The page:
Can we all say Amen to that? You are blessed so much more than your afflictions, and when you are afflicted, that's when you see that. When you're in a trial, that's when that is brought out to you. Samuel Rutherford said, "Grace grows best in winter." That's what he meant.
And this leads to another reminder that helps us get through our suffering. You've been chosen. You're being sanctified. Third, you have been sprinkled. That's another past tense word here. You have been sprinkled. Peter goes from the past, to the present, back to the past. He gives us our next prepositional phrase in verse 2, "Who are chosen, according to the foreknowledge of God the Father, by the sanctifying work of the Spirit, to obey Jesus Christ and be sprinkled with His blood." Not only did God choose you to suffer, but He chose you to be sprinkled with His blood. That's a reference to sacrifice. In the Old Testament, when someone sinned, the priest had to sprinkle the blood of an animal on the altar. He would take an animal, cut its throat, and then sprinkle its blood to show that God had forgiven the sin. A debt had been paid for it, a life for a life. The cost of your sin, the wages of your sin is death. In the Old Testament, they represented that by killing an animal. And in the same way, Peter says that God the Father took His Son to the cross, killed Him, and then sprinkled His blood on us, to cleanse us, and to show us God had forgiven us, a life for a life, a debt had been paid. Peter says at the beginning of his letter, "Remember that you were chosen for this. God called you out for this." If you ever wonder, "Does God care?" This is how much He cares. If you ever wonder, "Does God love me?" This is how much He loves you: Enough to die for you, enough to spill His blood for you.
There are a couple of ways to tie this into our suffering. For one thing, God suffers too. I mentioned before, when we suffer, we often think we're all alone, don't we? We look up to heaven and we say, "Where are you, God?" Wasn't that Job's complaint? "Can you hear me?" You go to the hospital ... I'd mentioned this last week ... You look up to the sky and it feels like you're talking to a concrete wall, doesn't it? "Where's God?" Let me tell you, friends, God is still there. He didn't leave you. And more importantly than that, He suffered right along with you. In fact, He suffered more than you ever could. How many of you have ever died for God? I'm guessing nobody, because you're all still alive. How many of you have given your life for Him? You see, this is what He did for you. He gave His life for you. He gave everything.
William Cowper got this. In the midst of his depression, he wrote those words that we sang this morning, "There is a fountain filled with blood, drawn from Emmanuel's veins. And sinners plunged beneath that flood, lose all their guilty stains." My friends, there is a fountain filled with blood for you. It's not just sprinkled, but it's filled to overflowing, enough to cover every sin, enough to wash them all away, so that when you're suffering, you can't ask the question, "Does God love me?" He loves you this much. A pastor was once counselling a man who said, "I don't like this talk of Jesus dying and being sacrificed. I don't like the violence. I don't like the bloodshed. I just want to follow Jesus." To which the pastor replied, "Well, are you perfect?" And the man said, "Well, no, I am not." The pastor said, "Then you need a sacrifice. You need Jesus to die for you." And that's what He did, because He loves us.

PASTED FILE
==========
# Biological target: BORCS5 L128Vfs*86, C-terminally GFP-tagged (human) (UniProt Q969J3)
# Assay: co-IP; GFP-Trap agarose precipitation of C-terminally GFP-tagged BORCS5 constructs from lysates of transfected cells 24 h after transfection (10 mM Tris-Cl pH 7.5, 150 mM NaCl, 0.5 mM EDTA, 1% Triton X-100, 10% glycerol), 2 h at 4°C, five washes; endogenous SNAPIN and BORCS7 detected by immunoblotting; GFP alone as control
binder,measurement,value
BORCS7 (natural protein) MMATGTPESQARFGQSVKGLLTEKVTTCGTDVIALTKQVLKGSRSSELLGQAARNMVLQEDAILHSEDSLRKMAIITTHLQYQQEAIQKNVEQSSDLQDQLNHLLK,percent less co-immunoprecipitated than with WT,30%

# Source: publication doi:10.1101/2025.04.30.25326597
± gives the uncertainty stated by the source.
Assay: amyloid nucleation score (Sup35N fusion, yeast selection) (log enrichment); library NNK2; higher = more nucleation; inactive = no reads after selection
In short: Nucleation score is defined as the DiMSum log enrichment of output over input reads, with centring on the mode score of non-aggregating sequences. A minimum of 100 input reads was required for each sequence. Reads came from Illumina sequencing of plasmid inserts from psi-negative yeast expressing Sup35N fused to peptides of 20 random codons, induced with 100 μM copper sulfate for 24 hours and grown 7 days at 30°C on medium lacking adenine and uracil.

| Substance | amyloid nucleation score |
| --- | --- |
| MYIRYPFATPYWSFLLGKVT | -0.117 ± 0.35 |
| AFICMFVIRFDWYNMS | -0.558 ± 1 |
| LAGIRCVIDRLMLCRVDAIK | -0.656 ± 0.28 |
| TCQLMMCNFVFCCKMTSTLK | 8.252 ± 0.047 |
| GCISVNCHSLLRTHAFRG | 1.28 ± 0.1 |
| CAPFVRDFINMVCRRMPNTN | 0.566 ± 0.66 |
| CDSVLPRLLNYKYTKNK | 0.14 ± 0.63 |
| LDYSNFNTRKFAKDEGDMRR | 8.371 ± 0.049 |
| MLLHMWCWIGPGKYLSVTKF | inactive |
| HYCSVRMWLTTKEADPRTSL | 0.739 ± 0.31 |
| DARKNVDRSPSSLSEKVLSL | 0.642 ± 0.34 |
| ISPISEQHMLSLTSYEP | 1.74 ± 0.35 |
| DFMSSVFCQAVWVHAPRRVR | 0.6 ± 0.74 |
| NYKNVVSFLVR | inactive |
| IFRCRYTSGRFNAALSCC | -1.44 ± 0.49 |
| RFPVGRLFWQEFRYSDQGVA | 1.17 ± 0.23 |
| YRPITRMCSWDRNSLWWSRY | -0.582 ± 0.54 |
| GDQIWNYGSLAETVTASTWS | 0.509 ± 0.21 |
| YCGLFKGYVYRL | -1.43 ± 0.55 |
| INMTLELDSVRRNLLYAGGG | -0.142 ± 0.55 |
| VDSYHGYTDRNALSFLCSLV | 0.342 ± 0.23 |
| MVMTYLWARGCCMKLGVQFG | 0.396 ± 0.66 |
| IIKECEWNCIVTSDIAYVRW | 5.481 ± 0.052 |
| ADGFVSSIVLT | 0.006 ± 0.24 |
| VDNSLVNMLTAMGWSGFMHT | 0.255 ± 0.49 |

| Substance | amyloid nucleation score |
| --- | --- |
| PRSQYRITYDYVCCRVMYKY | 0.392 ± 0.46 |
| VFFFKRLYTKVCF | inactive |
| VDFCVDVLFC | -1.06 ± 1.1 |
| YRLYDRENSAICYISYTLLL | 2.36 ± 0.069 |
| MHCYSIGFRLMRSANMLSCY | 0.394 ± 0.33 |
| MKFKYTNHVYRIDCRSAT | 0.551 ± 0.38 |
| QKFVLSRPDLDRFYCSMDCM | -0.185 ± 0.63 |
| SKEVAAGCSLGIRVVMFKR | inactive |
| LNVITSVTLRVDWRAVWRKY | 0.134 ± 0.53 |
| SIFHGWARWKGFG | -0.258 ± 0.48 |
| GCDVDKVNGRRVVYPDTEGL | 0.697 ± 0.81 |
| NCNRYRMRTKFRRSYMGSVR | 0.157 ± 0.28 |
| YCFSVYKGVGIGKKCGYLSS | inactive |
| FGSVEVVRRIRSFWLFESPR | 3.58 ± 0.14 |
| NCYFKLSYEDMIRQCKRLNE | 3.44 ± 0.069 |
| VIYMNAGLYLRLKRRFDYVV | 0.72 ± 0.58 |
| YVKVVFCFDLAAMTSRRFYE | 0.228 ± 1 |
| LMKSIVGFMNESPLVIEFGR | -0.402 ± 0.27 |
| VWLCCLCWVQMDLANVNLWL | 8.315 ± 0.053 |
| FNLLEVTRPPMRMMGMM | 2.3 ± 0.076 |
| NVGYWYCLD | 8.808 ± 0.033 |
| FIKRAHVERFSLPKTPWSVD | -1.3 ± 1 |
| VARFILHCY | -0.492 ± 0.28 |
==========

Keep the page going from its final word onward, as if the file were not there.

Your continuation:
Which leads to another way to tie this into our suffering: Your guilt has been erased. When Jesus died on the cross, He erased all your guilt with God. Now, there's no more guilt to pay. When you suffer, you feel guilty, don't you? Does anyone else relate to that? You feel like you've done something wrong, and sometimes, you have done something wrong. If you rob a bank and go to jail...you should probably feel guilty for that. But if you get in a car wreck and break your arm, that's different. But either way, Jesus paid for it. He took care of your guilt. One elderly woman said, "He took my guilt to the east, and when it came back, He took it to the west." Your sin is as far removed as the east is from the west. There's nothing more for you to pay.
An Old Testament believer never understood this or never had the full revelation that we have. Peter mentions “sprinkling” here. That's an Old Testament expression. An Old Testament believer, every time he sinned, he had to give one more animal, one more sacrifice, one more offering. I've heard it said that the priests in the Old Testament were like professional butchers, because people sinned all day long. All day long, they had to bring these animals in, and kill them, and sprinkle their blood all over again. Peter says that Jesus’ blood was sprinkled one time. One sacrifice, that's it. There's nothing more to pay, which means that, if you suffer externally, you don't have to suffer internally anymore. If you suffer in the body, you don't have to suffer in the soul. Jesus took care of that. One author said it this way: He said,